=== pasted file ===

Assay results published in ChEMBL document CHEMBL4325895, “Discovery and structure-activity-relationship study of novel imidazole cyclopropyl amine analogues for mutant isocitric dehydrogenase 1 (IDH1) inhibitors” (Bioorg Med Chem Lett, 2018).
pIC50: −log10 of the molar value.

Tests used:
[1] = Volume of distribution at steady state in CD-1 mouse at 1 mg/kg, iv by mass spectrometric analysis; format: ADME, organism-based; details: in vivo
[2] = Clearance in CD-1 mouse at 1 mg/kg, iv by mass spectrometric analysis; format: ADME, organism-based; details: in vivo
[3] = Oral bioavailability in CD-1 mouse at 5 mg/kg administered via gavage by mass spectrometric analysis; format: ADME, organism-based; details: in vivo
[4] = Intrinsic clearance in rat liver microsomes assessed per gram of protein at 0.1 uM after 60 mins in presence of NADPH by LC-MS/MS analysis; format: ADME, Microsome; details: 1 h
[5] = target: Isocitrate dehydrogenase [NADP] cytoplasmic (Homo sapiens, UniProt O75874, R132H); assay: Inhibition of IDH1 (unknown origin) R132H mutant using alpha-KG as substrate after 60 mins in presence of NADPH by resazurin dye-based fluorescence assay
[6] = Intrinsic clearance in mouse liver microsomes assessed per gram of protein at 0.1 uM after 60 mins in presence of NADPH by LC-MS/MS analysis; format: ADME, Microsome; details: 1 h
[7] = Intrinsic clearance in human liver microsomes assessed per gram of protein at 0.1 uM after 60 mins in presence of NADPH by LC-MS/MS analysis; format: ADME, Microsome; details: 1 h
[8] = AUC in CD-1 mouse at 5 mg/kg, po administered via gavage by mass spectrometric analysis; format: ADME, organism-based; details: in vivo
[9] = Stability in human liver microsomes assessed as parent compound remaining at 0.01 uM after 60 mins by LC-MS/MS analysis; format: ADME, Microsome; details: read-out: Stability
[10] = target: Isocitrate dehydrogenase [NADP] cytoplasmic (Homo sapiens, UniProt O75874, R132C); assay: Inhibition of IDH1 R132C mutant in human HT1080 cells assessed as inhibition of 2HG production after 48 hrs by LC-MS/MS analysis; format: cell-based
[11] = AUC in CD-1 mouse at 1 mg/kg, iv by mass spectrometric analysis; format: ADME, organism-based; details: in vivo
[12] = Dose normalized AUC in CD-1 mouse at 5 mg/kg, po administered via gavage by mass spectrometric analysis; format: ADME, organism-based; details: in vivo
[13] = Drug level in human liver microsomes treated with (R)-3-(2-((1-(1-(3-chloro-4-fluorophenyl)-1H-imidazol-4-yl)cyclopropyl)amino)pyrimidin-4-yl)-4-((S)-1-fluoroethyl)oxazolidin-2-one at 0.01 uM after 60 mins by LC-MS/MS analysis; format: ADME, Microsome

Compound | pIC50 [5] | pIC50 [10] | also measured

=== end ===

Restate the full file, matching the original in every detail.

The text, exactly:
Assay results published in ChEMBL document CHEMBL4325895, “Discovery and structure-activity-relationship study of novel imidazole cyclopropyl amine analogues for mutant isocitric dehydrogenase 1 (IDH1) inhibitors” (Bioorg Med Chem Lett, 2018).
pIC50: −log10 of the molar value.

Tests used:
[1] = Volume of distribution at steady state in CD-1 mouse at 1 mg/kg, iv by mass spectrometric analysis; format: ADME, organism-based; details: in vivo
[2] = Clearance in CD-1 mouse at 1 mg/kg, iv by mass spectrometric analysis; format: ADME, organism-based; details: in vivo
[3] = Oral bioavailability in CD-1 mouse at 5 mg/kg administered via gavage by mass spectrometric analysis; format: ADME, organism-based; details: in vivo
[4] = Intrinsic clearance in rat liver microsomes assessed per gram of protein at 0.1 uM after 60 mins in presence of NADPH by LC-MS/MS analysis; format: ADME, Microsome; details: 1 h
[5] = target: Isocitrate dehydrogenase [NADP] cytoplasmic (Homo sapiens, UniProt O75874, R132H); assay: Inhibition of IDH1 (unknown origin) R132H mutant using alpha-KG as substrate after 60 mins in presence of NADPH by resazurin dye-based fluorescence assay
[6] = Intrinsic clearance in mouse liver microsomes assessed per gram of protein at 0.1 uM after 60 mins in presence of NADPH by LC-MS/MS analysis; format: ADME, Microsome; details: 1 h
[7] = Intrinsic clearance in human liver microsomes assessed per gram of protein at 0.1 uM after 60 mins in presence of NADPH by LC-MS/MS analysis; format: ADME, Microsome; details: 1 h
[8] = AUC in CD-1 mouse at 5 mg/kg, po administered via gavage by mass spectrometric analysis; format: ADME, organism-based; details: in vivo
[9] = Stability in human liver microsomes assessed as parent compound remaining at 0.01 uM after 60 mins by LC-MS/MS analysis; format: ADME, Microsome; details: read-out: Stability
[10] = target: Isocitrate dehydrogenase [NADP] cytoplasmic (Homo sapiens, UniProt O75874, R132C); assay: Inhibition of IDH1 R132C mutant in human HT1080 cells assessed as inhibition of 2HG production after 48 hrs by LC-MS/MS analysis; format: cell-based
[11] = AUC in CD-1 mouse at 1 mg/kg, iv by mass spectrometric analysis; format: ADME, organism-based; details: in vivo
[12] = Dose normalized AUC in CD-1 mouse at 5 mg/kg, po administered via gavage by mass spectrometric analysis; format: ADME, organism-based; details: in vivo
[13] = Drug level in human liver microsomes treated with (R)-3-(2-((1-(1-(3-chloro-4-fluorophenyl)-1H-imidazol-4-yl)cyclopropyl)amino)pyrimidin-4-yl)-4-((S)-1-fluoroethyl)oxazolidin-2-one at 0.01 uM after 60 mins by LC-MS/MS analysis; format: ADME, Microsome

Compound | pIC50 [5] | pIC50 [10] | also measured